Compassionate grounds may also be considered for appealing against deportation orders. Individuals who have resided in the UK for extended periods and fear persecution upon deportation might appeal on compassionate grounds. A deportation order should not be issued if it would contravene the UK’s obligations under European human rights conventions or refugee laws.

Appealing on the basis of your child in the UK
If you’ve received a deportation order due to a prison sentence lasting between one and four years and have a child under 18 in the UK—whether British or residing in the UK for at least seven years preceding the immigration decision—you may appeal the deportation order if:

You have a genuine and active parental relationship with the child
It would be excessively difficult for the child to live in the country to which you’re to be deported
It would be excessively difficult for the child to remain in the UK without you

Appealing based on your relationship in the UK
It might also be possible to appeal if you can prove you’re in a genuine and ongoing relationship with a British partner residing in the UK. The partner must be either a British Citizen or settled in the UK (having indefinite leave to remain in the UK). To appeal under article 8, you must also demonstrate:

The relationship formed while you were lawfully in the UK and your immigration status wasn’t ‘precarious’
It would be unduly harsh for your partner to live in the country to which you’re to be deported
It would be unduly harsh for your partner to remain in the UK without you

Appealing based on private life in the UK
You can also appeal if you can prove you’ve spent most of your life in the UK, you’re socially and culturally integrated into the UK, and there would be significant obstacles to your integration into the proposed deportation country.

Can You Be Deported If You Have a Child in the UK?

If you are subject to deportation, your spouse and any children under 18 without indefinite leave to remain or a British passport may also face deportation, unless they have their own leave to remain.

When the Home Office decides to detain or deport an adult with children in the UK, they must consider the potential impact on the children’s welfare, as outlined in section 55 of the Borders, Citizenship and Immigration Act 2009. While each family’s circumstances vary, we specialise in handling complex cases where we gather detailed instructions and often evidence from various sources to contest the removal of the adult responsible for caring for children in the UK. Our representations include considerations of the practical and emotional effects on the child, as well as the indirect consequences on other family members.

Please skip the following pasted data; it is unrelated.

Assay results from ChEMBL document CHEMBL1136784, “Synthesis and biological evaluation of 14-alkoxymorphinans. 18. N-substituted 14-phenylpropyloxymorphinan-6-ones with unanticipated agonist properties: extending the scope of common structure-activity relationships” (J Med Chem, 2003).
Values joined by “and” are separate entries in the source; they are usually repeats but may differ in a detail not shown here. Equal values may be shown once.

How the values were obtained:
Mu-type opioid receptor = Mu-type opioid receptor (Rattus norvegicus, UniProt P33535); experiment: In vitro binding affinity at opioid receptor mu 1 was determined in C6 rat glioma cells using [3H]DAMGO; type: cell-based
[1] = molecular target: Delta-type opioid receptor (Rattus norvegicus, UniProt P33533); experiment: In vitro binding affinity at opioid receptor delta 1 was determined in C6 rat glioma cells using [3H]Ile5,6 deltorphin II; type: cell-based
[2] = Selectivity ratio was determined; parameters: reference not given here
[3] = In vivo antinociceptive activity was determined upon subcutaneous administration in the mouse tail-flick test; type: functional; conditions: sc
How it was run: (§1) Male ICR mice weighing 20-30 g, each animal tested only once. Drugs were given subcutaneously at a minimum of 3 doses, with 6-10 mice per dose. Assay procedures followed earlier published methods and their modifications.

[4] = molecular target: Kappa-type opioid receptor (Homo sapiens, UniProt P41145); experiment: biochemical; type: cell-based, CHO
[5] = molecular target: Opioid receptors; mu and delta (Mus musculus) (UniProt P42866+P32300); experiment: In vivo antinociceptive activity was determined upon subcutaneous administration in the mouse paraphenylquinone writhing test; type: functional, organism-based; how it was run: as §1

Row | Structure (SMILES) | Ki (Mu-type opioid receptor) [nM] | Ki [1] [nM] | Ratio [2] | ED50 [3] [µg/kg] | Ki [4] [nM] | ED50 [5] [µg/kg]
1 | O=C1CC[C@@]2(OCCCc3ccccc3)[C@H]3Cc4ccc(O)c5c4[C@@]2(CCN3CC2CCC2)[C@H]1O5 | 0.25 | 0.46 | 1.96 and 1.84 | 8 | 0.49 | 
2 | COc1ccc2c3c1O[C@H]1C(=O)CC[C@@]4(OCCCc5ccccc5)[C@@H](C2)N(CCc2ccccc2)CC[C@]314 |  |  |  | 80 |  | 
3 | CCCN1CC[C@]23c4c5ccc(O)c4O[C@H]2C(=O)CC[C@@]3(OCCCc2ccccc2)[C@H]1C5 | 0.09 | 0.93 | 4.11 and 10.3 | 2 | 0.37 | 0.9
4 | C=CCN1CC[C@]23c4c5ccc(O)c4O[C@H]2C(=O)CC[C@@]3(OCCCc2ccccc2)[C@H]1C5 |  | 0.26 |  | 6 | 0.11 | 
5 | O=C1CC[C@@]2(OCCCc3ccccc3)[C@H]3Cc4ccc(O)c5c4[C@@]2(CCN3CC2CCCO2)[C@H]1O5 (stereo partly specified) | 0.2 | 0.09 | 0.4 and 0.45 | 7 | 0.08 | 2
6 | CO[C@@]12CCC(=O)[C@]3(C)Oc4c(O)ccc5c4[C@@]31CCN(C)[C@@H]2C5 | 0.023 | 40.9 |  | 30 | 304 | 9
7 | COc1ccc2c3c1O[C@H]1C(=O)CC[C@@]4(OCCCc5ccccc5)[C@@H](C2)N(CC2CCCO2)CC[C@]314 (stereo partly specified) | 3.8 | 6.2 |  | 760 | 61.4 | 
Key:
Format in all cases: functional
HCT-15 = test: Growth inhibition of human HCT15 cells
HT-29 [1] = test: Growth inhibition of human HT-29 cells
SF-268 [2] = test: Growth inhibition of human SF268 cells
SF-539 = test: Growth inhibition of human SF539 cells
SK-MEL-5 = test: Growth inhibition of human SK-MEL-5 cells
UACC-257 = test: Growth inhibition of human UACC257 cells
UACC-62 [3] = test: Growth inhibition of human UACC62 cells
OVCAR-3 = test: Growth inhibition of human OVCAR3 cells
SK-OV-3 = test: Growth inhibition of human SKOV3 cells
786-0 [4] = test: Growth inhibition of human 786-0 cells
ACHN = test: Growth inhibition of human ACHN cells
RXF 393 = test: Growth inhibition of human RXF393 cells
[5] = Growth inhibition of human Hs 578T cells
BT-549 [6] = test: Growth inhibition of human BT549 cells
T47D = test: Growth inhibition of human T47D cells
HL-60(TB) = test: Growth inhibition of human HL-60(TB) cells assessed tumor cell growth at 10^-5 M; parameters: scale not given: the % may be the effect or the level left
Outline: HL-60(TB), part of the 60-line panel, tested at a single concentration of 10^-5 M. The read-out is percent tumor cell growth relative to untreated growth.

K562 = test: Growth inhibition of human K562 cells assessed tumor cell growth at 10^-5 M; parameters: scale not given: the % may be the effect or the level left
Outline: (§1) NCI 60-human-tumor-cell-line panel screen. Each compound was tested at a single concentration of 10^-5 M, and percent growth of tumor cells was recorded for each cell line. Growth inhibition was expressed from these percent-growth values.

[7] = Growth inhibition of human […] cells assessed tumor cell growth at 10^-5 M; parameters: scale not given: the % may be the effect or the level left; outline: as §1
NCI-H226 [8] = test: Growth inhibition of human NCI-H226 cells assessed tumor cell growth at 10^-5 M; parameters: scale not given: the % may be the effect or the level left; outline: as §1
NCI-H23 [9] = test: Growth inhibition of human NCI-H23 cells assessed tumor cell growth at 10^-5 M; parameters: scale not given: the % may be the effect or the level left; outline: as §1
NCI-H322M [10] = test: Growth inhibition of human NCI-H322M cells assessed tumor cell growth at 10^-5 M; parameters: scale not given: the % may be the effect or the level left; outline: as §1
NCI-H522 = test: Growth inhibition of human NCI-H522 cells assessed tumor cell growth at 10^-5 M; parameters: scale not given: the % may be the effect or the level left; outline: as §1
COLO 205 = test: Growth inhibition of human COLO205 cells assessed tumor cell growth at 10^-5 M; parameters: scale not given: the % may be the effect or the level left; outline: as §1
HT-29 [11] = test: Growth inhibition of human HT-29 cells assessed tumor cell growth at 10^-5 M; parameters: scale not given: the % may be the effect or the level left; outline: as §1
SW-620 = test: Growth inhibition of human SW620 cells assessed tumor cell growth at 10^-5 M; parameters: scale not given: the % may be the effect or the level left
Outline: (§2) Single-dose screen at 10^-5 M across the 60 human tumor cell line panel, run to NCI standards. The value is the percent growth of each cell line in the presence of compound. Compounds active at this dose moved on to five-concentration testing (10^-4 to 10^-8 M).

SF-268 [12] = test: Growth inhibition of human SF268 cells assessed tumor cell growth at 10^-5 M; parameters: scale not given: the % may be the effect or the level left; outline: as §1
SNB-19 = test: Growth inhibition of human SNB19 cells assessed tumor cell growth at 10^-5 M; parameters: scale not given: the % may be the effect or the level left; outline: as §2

Exemption against UK Deportation

In certain circumstances, individuals may qualify for exemptions, allowing them to be excluded from deportation proceedings in the UK. You may be exempt from deportation if:

  • You are a British citizen.
  • You possess a right of abode.
  • You are a citizen of the Commonwealth who was primarily a resident in the UK as of January 1, 1973.
  • You have resided continuously in the UK for five years or more before the commission of the offence or criminal action.

Proper evidence must be provided to substantiate any claims for exemption. Seeking expert legal advice and support is crucial to navigate this process effectively. At Cromwell Wilkes, our team is dedicated to assisting you in challenging deportation orders and finding the best possible solution. Contact our immigration lawyers today to learn more about your options and how we can support you throughout this legal journey.

How Cromwell Wilkes Can Help with your Deportation Order

If you receive a deportation order from the UK State Secretary or Home Office, you have the right to seek assistance from one of our reliable and expert immigration lawyers to handle your deportation matter.

Our lawyers possess both the expertise and experience necessary to assist individuals facing deportation and other legal issues in an effective manner. At Cromwell Wilkes, we prioritise conducting our assessments in a friendly and relaxed manner. We’re here to support you and your family members every step of the way, from initiating a challenge and appeal process to navigating the complexities of UK and EU law, along with recent immigration case precedents. By ensuring your case is thoroughly prepared and grounded in legal expertise, you enhance your prospects for a positive resolution, enabling you to stay in the UK.

 To determine your eligibility and schedule a free assessment, please don’t hesitate to contact us.